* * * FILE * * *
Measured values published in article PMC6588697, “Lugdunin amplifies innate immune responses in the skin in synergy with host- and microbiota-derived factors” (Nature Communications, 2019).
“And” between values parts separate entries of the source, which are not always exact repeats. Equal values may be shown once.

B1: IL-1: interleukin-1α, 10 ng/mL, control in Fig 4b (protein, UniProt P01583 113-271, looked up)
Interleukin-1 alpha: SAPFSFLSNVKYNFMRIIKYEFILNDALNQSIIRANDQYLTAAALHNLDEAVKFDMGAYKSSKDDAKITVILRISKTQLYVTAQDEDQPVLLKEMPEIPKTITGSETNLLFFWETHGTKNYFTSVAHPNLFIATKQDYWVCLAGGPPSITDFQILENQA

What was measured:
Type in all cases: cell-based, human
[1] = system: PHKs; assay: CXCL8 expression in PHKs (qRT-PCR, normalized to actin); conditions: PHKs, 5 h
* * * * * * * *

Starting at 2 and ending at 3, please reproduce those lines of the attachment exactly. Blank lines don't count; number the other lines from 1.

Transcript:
“And” between values parts separate entries of the source, which are not always exact repeats. Equal values may be shown once.

B1: IL-1: interleukin-1α, 10 ng/mL, control in Fig 4b (protein, UniProt P01583 113-271, looked up)